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Butkus put the fight in the Illini

January 01, 2008|David Wharton | Times Staff Writer

Ask him about the time he got kicked out of the dorms for a semester, and Dick Butkus ponders a moment.

"I think it was because I brought a lamb up to the room," he says. "It might have been something else."

A lamb?

"I was telling everybody, 'You watch, this thing goes right into the corner,' " he explains. "You put him in the middle of the room and he'd go stand in the corner."

Forty-four years have scrambled by since Butkus was a college kid raising hell -- early 1960s style, lambs and all -- and helping transform woeful Illinois into a Rose Bowl team.

That was before he became a Monster of the Midway, an icon at middle linebacker for the Chicago Bears. Before he pitched light beer on television.

With the Fighting Illini back in Pasadena to face USC, Butkus finds himself sitting in a Malibu restaurant not far from his home, talking about the good old days, dressed in an Illinois shirt and cap of startling orange.

"I take real pride in how well they're doing," he says. "People don't understand how difficult it is to win there."

After all this time, Butkus remains the real thing. Big and gruff and friendly with a rasping laugh. Not so hard to picture him as a high school phenom from Chicago, sifting through college offers.

Miami screwed up by assigning "a real jerk, a hot dog player" to show him around. Florida State took him to a frat party and he thought: "This isn't what I'm here for . . . I'm here for football." Notre Dame just didn't feel right.

"None of them was my answer," he said. "It was, of all places, Illinois."

A state university set among corn and soybean fields, two hours and a world away from his South Side neighborhood. The football program was awful.

"I had no clue if we were going to win," he recalls. "I just liked the coaches. I liked the small town thing."

Freshmen couldn't play then, so Butkus and a few other blue-chip recruits watched the hapless varsity go 0-9. When they finally got on the field as sophomores, the team stumbled to a 2-7 record.

Didn't matter. The young guys figured things had to improve. Meantime, Butkus was having fun, a city kid teaching his Peoria roommate some tricks.

"I feel like a pizza," he'd say.

"We don't have any money."

"Don't worry."

Order a pizza for your dorm and one for next door. When the deliveryman walks into the other building, sneak out to the car and snatch dinner.

"Then I got caught one day," Butkus says. "We were eating pizza by the window and the guy called the cops."

Football-wise, everything changed in the summer of 1963. When the Illini arrived in camp, coaches ran them through two-a-days followed by sprints like they were a track team. One assistant, a former Marine, "had us doing this Marine crap," Butkus recalls.

"When I look back," he says, "we just out-conditioned everybody."

By that time, the junior linebacker showed definite indications of stardom. Speed and smarts. An all-consuming passion that bordered on malice. Raw emotion distilled into each furious tackle.

The Illini went undefeated through six games and, after a slip against Michigan, won two more. Not until the final weeks of the season did the players realize they were headed for the Rose Bowl.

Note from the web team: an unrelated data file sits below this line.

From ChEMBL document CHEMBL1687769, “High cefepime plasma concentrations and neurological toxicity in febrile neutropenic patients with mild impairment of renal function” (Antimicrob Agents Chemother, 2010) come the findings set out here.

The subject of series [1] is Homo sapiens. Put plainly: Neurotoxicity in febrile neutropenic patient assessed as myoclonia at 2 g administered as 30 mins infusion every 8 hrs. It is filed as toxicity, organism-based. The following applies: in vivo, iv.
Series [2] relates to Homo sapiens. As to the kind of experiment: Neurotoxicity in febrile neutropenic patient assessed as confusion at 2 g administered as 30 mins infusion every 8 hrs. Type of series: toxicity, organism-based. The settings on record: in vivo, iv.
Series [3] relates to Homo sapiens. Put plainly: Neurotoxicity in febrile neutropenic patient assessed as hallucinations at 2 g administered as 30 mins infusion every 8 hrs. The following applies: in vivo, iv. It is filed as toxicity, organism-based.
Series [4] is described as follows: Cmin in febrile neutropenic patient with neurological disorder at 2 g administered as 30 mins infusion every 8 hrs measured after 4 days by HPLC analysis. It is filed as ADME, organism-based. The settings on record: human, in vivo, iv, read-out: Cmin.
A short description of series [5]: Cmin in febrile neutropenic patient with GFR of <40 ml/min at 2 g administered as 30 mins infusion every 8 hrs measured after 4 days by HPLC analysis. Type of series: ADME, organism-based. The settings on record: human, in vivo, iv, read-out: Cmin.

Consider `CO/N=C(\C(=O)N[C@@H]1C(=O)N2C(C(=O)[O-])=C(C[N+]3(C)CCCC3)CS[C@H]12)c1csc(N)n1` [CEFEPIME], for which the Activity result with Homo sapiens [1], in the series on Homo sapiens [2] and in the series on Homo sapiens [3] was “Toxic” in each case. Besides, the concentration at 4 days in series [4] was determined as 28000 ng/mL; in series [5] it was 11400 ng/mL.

It was a big enough deal that Butkus brought his father and mother to Pasadena by train.

"The old man got shingles because he was all nervous," he recalls. "He just couldn't believe it seeing oranges on trees in December."

The thing is, all this week, reporters have been asking the current Illinois players if they are content simply to reach a bowl game, if there is a chance of easing up.

Talk to Butkus about that.

He hated standing beside the other team, Washington, at Disneyland a few days before the game.

"We were going to play against these people," he says with a disgust that transcends the decades.

When kickoff came around, his coach made an unorthodox request of the defense.

"The first play, when they come up to the line of scrimmage, everybody take a pop at the guy across from you," Butkus recalls Coach Pete Elliott saying. "Jump offside and crack everybody, let them know we're playing."

It worked out even better than that. Washington lined up and ran a play so quickly that Illinois ended up timing the snap perfectly.

"We smacked 'em," Butkus says. "No penalty."

The Illini trailed for much of the game, until the defense clamped down in the second half.

Sophomore running back Jim Grabowski rushed for 125 yards and Butkus ended Washington's final drive with an interception as Illinois won, 17-7.

"We were supposed to be the fat, slow Big Ten team," Butkus says. "After the game, some of the guys took laps around the field. I didn't. I was dead."

There was so much more to come. Another season at Illinois and a third-place finish in the Heisman Trophy voting. A Hall of Fame career with the Bears. Those Miller Lite commercials with Bubba Smith.

These days, Butkus spends his time educating young athletes about steroid abuse, playing golf and working on a screenplay about his youth.

"Sometimes I think, if not for football, what would I be doing?" he says. "Maybe I'd be just like everybody else in the neighborhood, just end up getting a job and working because you have to.

"I wouldn't have gone to college," he says. "Wouldn't have been able to."

Forty-four years after the 1964 Rose Bowl, he stands on a practice field, that orange cap tugged down against a chilly afternoon. The current Illinois players gather around.

He tells them to play hard, give it all they've got against USC today. He says this is a game they will remember as long as they live.

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